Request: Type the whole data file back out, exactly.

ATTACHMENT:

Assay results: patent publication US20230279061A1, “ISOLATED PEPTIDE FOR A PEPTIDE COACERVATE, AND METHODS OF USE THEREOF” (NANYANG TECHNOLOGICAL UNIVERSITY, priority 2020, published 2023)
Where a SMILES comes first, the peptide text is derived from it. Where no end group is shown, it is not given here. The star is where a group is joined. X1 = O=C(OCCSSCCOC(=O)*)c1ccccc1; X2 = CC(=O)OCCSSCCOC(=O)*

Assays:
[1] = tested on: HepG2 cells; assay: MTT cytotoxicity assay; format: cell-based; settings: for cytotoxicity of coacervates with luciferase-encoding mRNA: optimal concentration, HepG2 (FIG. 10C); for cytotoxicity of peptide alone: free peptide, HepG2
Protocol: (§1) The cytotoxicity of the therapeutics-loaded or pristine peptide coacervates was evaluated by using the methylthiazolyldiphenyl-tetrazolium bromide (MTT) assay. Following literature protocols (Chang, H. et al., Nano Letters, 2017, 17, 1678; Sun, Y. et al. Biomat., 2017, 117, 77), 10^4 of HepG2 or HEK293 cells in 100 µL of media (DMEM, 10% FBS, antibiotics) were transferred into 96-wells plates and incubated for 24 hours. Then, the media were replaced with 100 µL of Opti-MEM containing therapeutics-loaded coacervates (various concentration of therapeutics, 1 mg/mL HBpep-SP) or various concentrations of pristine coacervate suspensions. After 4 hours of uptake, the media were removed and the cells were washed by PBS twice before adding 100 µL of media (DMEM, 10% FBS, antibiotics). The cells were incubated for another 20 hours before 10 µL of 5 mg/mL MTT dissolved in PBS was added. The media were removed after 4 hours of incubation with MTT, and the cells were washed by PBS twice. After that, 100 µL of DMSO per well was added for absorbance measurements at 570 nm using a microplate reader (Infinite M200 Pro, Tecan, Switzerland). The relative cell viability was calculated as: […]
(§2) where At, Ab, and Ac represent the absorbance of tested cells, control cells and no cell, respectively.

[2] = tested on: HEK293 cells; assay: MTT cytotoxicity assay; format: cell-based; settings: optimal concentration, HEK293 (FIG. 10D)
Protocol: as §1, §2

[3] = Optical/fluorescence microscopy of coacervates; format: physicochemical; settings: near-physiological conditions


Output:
Assay results: patent publication US20230279061A1, “ISOLATED PEPTIDE FOR A PEPTIDE COACERVATE, AND METHODS OF USE THEREOF” (NANYANG TECHNOLOGICAL UNIVERSITY, priority 2020, published 2023)
Where a SMILES comes first, the peptide text is derived from it. Where no end group is shown, it is not given here. The star is where a group is joined. X1 = O=C(OCCSSCCOC(=O)*)c1ccccc1; X2 = CC(=O)OCCSSCCOC(=O)*

Assays:
[1] = tested on: HepG2 cells; assay: MTT cytotoxicity assay; format: cell-based; settings: for cytotoxicity of coacervates with luciferase-encoding mRNA: optimal concentration, HepG2 (FIG. 10C); for cytotoxicity of peptide alone: free peptide, HepG2
Protocol: (§1) The cytotoxicity of the therapeutics-loaded or pristine peptide coacervates was evaluated by using the methylthiazolyldiphenyl-tetrazolium bromide (MTT) assay. Following literature protocols (Chang, H. et al., Nano Letters, 2017, 17, 1678; Sun, Y. et al. Biomat., 2017, 117, 77), 10^4 of HepG2 or HEK293 cells in 100 µL of media (DMEM, 10% FBS, antibiotics) were transferred into 96-wells plates and incubated for 24 hours. Then, the media were replaced with 100 µL of Opti-MEM containing therapeutics-loaded coacervates (various concentration of therapeutics, 1 mg/mL HBpep-SP) or various concentrations of pristine coacervate suspensions. After 4 hours of uptake, the media were removed and the cells were washed by PBS twice before adding 100 µL of media (DMEM, 10% FBS, antibiotics). The cells were incubated for another 20 hours before 10 µL of 5 mg/mL MTT dissolved in PBS was added. The media were removed after 4 hours of incubation with MTT, and the cells were washed by PBS twice. After that, 100 µL of DMSO per well was added for absorbance measurements at 570 nm using a microplate reader (Infinite M200 Pro, Tecan, Switzerland). The relative cell viability was calculated as: […]
(§2) where At, Ab, and Ac represent the absorbance of tested cells, control cells and no cell, respectively.

[2] = tested on: HEK293 cells; assay: MTT cytotoxicity assay; format: cell-based; settings: optimal concentration, HEK293 (FIG. 10D)
Protocol: as §1, §2

[3] = Optical/fluorescence microscopy of coacervates; format: physicochemical; settings: near-physiological conditions